Wednesday, March 9, 2011

Common name and Binomial name

Common name: Golden Web Spider, Giant Wood Spider
Some refer to it as Banana Spider, often confused with the South African Banana Spider

Binomial name: Nephila Maculata


The Nephila Maculata is the largest of the Golden orb spiders and the Family Araneidae (Orb web spinning spiders)

Female: The females have yellow spots on their black legs with spots of yellow, black, red or sometimes white as you can see on the photo to the right. The female is much bigger than the male, some males are 1000 times smaller than the female.

Male: The males are smaller than the female with yellow spots on their black legs, but they do not have any spots on their bodies. They have red fangs as shown in the photo on the right.

The Golden web spider lives in the Mangroves and tropical rain forests of Singapore, Indonesia, Cambodia, Japan, Africa, India, China, Australia and the South Pacific Island.

Trophic Level
The Golden web Spider is usually on the 3rd trophic level as it eats insects (2nd trophic level) that feeds on plants (1st trophic level).


Webs: Strong and big
The Golden web spider is well known for its strong webs. It is strong and big enough to catch preys much bigger than the spider itself such as birds,
though it does not eat birds,
grasshoppers and other insects.
The web can be 6 meters high and 2 meters wide. Unlike other spiders' webs, the Golden web spider's webs can last for many years which means it does not have to constantly mend its web after a prey has been caught.

This helps the Golden web spider to survive in the Mangrove of Singapore as the Spider has a higher chance of catching preys due to the Golden web spider web's size and golden color, which attracts them and their web's strength will guarantee a meal as the prey will not be able to escape from the web.

Many people think that the yellow spotted legs are there to attract preys at night so that the black parts of the spider is camouflaged while the yellow spots 'glows'.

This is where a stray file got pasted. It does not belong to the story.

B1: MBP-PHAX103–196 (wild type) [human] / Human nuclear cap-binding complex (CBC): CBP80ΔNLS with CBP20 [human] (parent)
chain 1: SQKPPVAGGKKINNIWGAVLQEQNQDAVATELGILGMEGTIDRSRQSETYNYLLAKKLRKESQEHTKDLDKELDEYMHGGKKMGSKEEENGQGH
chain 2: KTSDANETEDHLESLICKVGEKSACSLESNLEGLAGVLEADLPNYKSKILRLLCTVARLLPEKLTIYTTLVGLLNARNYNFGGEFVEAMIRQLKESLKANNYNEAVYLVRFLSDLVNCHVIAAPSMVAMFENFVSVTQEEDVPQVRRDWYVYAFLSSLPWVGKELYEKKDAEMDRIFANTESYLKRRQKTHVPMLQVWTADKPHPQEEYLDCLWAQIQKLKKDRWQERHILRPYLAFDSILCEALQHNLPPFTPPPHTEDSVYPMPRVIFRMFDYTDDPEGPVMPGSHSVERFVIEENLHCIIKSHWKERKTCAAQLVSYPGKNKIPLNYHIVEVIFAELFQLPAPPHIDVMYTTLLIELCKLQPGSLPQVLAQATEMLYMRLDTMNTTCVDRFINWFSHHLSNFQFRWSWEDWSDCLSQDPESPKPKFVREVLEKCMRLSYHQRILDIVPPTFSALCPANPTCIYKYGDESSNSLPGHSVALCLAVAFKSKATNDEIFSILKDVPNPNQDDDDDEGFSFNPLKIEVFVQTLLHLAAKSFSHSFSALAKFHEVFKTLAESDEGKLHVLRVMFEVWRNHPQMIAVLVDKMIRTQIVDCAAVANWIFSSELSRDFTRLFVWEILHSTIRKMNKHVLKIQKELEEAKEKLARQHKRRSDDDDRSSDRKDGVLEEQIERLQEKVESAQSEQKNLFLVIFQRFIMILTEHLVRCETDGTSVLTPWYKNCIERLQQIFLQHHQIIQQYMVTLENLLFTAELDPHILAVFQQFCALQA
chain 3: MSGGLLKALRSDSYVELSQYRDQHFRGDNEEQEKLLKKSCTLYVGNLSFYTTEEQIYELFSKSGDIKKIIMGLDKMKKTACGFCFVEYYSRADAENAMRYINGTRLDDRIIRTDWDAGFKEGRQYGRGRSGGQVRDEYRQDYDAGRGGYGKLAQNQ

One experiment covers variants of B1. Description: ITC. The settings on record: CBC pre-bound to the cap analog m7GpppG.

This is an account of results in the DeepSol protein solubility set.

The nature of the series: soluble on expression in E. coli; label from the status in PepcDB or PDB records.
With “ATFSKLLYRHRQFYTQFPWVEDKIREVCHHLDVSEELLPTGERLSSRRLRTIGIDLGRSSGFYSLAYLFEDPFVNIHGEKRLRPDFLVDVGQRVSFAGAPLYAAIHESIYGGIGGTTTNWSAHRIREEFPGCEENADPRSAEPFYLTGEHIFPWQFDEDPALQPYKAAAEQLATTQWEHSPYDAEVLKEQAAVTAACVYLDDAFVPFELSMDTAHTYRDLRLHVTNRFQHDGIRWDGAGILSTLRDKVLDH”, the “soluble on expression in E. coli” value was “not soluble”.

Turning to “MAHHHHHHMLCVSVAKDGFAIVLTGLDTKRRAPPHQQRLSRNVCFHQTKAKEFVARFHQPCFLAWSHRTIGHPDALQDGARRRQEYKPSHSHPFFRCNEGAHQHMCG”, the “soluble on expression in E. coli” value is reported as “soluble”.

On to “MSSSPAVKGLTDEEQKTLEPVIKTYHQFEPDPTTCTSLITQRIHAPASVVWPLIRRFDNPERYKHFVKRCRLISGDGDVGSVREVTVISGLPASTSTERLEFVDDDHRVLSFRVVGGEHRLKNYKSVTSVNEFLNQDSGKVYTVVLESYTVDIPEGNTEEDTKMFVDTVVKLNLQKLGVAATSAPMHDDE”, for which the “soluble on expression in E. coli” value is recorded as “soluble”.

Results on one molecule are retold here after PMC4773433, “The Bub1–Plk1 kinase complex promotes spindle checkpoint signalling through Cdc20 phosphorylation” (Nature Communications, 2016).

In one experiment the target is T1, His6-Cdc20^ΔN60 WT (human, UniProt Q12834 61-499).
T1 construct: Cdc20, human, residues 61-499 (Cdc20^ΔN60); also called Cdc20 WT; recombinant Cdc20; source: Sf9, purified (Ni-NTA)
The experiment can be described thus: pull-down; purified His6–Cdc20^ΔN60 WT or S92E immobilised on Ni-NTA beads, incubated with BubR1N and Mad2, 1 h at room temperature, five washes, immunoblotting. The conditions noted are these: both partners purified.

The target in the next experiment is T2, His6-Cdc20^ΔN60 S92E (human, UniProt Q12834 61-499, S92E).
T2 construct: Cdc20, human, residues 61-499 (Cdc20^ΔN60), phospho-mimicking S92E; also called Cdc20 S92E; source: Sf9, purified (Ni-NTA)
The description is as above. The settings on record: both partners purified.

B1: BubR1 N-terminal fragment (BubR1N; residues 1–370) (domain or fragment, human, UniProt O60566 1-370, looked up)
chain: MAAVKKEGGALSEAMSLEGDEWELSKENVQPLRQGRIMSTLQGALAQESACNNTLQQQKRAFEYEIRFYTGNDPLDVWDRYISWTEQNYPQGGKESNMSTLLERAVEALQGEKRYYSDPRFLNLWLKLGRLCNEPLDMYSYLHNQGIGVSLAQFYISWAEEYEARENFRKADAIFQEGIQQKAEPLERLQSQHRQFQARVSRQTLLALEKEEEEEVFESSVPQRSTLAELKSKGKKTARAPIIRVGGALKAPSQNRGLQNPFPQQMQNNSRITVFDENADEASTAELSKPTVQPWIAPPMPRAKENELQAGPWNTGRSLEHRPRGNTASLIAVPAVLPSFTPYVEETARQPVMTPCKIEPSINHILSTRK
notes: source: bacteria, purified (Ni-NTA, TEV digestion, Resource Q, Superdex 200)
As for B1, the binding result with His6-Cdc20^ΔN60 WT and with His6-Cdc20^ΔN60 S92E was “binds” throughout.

This helps the Golden web spider to survive as the Golden web spider will have a lot of preys to eat as it attracts them to the spider, so the Spider will not be short on food.

Like the others in the Golden orb spider (Nephila) family, the Nephila Maculata is venomous, but it is not lethal to kill a human. If a human does get bitten by one they say it is barely a scratch.

This helps the Golden web spider to survive as the venoms will be able to kill the preys instantly, which means there will be no hassles with trying to keep the prey still and not damage the web.

Sudden Increase

If there is a sudden increase in the numbers of Golden web spiders, the Golden web spiders will eat up nearly all the Grasshoppers, which means it will have to rely on other sources of foods such as other insects, but because of the large number, there will be competitions amongst themselves. Looking at the food web, the Common Redshank also eats Grasshoppers, so it will have to rely on the Tree climbing crabs as source of food in this case. However, the Common Redshank does not have to worry as there are plenty of Golden web spiders to eat. If there are less or no Grasshoppers eating the Mangrove plants, the plants will thrive in numbers and the Tree climbing crab will have more plants to feed on, so it will eat more plants than anything else.

Sudden Decrease
If there is a sudden decrease in the numbers of Golden web spiders, the Grasshopper will thrive better than before as it has less predators eating it. The Common Redshank will have less Golden web spiders to feed on, but it has the Tree climbing crabs and the Grasshoppers to feed on. This will result in an unbalanced population of Grasshoppers because there is only one predator trying to control the population of the Grasshoppers.

Human Impact on the Mangrove ecosystem
Humans are destroying homes for the inhabitants in the Mangrove ecosystem.
Humans are cutting down trees, which are homes to many species of the Mangrove ecosystem. In fact most of them rely on trees as shelters. If humans are cutting down trees, the inhabitants will have to move to a different place, possibly out of the Mangrove. There are not many Mangroves left in this world, Mangroves are important for our foods such as fish, prawn, fruits (eg: Durian).

We are not cutting down every single trees, just in pockets. We humans also rely on trees for resources such as fire woods, paper, rubber. It is human nature to cut down tree to use it for our needs just like the animals.

Humans are turning Mangroves into junkyards.
Humans are littering in Mangroves as you can see in the picture. The Mangrove does not deserve to be littered, it is a home to many living things and littering their home is against animal rights.

Cleaning processes are occurring at the Mangrove. Installed fences in waters (eg: Sungei Buloh) to prevent trashes floating away to the animals, which could possibly mistake it as foods. It also helps the cleaning process as there is no need to hassle collecting all the trashes that had drifted away.

The AOI for this topic is Environment because we have explored one of many organisms in the Magrove, Sungei Buloh about its appearance, adaptation, and looked at its food chain/web. We have also explored the chain reaction in the food web if that particular organism’s number increased and decreased and the human impact on the Mangrove.

Word count: 923 words (including the subtopics)

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